Situation 4: When you accepted the internship, the organization said you would be able to shadow senior lawyers at client meetings and court appearances. The summer is halfway over and neither of these things have materialized.
Communicate with your supervisor and make a clear request for opportunity. Let them know that you are eager to learn more about XX and ask if you’d be able to join them when they do YY next week. If there are specific opportunities you know are forthcoming, be specific in your request. Try this:
“Dear Devika, I am excited to learn more about motion practice and I see that you have a hearing next week for the motion to dismiss in the Taylor case. Would you be open to my joining you in court that morning to observe?”
Situation 5: You’re getting too much work or are getting overlapping and conflicting demands from multiple supervisors, and you are afraid you are going to end up dropping balls—or you’ve dropped one already but are afraid to let anyone know.
Reach out to someone who manages intern assignments to let them know that you could use some help prioritizing your work. If no singular coordinator exists, you can jointly email the attorneys who have assigned you work. Try something like this:
“Dear Madison, I’m juggling a few assignments right now, and I’m concerned I may not have time, within the deadlines I’ve been given, to do full justice to each. I could use some help prioritizing what is on my plate to make sure I don’t drop any balls.”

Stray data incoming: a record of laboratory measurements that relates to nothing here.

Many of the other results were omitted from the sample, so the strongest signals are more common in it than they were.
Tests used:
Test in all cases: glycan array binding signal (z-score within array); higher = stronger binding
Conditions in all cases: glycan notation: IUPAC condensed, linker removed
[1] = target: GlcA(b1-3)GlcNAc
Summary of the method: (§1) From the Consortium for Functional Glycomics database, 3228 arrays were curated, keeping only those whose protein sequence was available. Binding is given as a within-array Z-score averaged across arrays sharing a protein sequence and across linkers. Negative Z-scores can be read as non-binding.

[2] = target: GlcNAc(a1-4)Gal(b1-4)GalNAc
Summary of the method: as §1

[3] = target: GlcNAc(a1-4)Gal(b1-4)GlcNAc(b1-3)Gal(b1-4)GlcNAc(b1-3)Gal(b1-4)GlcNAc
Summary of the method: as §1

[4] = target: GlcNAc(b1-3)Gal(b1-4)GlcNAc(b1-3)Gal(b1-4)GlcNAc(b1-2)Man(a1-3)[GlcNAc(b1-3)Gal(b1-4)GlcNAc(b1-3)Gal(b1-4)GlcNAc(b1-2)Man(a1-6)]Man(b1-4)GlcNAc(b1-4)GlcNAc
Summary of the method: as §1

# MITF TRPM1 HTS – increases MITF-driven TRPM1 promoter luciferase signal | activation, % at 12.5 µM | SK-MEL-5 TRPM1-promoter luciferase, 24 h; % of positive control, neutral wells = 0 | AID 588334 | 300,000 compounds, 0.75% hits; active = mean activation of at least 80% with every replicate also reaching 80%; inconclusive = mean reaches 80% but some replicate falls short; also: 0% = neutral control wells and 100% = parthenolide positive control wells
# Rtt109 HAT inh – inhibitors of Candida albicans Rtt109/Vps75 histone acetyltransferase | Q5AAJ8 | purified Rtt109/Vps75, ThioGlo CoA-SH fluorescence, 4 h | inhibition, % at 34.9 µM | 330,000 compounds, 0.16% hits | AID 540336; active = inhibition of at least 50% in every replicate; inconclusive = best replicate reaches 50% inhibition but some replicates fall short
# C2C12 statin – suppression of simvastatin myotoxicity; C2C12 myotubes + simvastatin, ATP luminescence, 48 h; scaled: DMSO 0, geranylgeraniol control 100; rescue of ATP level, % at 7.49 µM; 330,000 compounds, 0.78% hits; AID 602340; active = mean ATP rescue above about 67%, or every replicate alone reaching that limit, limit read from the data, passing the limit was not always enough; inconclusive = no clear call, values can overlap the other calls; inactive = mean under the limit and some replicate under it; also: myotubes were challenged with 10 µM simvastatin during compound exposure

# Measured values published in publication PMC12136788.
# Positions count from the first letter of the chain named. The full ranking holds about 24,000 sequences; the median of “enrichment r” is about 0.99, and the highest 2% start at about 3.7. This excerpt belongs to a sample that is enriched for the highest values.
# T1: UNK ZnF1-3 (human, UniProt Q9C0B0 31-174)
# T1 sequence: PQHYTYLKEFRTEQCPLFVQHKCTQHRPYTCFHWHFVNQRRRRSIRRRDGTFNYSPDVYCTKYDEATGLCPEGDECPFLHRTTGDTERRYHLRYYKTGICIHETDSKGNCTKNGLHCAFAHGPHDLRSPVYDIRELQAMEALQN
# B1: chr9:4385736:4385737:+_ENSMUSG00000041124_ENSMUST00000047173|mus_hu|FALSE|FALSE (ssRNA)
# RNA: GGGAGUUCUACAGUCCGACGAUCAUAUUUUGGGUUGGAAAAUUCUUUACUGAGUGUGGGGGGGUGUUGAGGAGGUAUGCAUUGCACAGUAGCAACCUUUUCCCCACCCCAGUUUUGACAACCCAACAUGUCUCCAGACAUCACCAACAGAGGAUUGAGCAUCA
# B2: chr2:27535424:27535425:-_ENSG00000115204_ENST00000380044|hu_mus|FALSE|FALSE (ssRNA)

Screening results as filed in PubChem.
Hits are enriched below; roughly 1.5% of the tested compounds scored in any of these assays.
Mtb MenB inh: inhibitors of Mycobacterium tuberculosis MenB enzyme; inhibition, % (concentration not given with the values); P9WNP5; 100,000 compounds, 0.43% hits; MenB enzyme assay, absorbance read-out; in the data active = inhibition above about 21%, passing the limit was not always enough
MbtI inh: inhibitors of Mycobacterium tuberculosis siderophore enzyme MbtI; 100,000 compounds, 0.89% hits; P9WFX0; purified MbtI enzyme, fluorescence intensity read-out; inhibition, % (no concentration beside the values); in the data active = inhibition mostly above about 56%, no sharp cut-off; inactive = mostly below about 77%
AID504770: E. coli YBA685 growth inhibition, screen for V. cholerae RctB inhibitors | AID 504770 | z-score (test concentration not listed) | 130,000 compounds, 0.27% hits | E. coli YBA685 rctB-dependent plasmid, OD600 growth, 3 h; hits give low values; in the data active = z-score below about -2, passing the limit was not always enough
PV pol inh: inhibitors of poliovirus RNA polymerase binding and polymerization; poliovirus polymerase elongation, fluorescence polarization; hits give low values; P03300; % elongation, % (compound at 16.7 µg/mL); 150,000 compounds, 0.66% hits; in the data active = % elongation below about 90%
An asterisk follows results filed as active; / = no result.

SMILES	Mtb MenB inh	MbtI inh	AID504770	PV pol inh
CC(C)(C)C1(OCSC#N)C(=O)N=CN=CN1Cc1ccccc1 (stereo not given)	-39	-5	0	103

Or, something like this:
“Dear Dylan, Avery and Chris, I’m enjoying working on each of the assignments you’ve given me. However, given the deadline on each assignment, I’m a bit concerned that I may not have the bandwidth to complete them all successfully in that timeframe. Could you confer and let me know how you would like me to prioritize, or if there is any flexibility regarding deadlines? I think I would just need an extra day or two to make it work. Thanks very much in advance!”
Situation 6: You’ve completed and turned in an assignment, and you later realize (or your supervisor points out) that you’ve gotten something wrong or overlooked something important.
Making mistakes is never fun, but it is entirely human, and everyone has done it. Your best bet is to take accountability, apologize, and take steps to make it right. You can try:
“Dear Ari, I have just realized that I XX’d when I should have YY’d [or, alternatively, “I really appreciate your pointing out what I misunderstood on the ZZ assignment.”] I’m sorry to have missed the boat on this. I will have a corrected draft to you by the close of business today; I will also call Other Staff Person to let them know that a corrected version will be coming shortly. Let me know if there is anything else you need me to do on this matter. You can be sure I will be more careful in the future, and this won’t happen again.”
Internships, just like doing anything for the first time, can be stressful and overwhelming, and you may feel like a fish out of water at first. Know and remember that you belong! Make sure you’re being kind to yourself and developing healthy self-care habits in tandem with developing your legal skills. These habits are essential to a successful, sustainable career. If you need some additional support, Harvard Counseling and Mental Health Services are open all summer, and OPIA advisers are available to talk through feelings around imposter syndrome, bringing your full identity to work, or anything else that might be on your mind regarding your summer internship experience.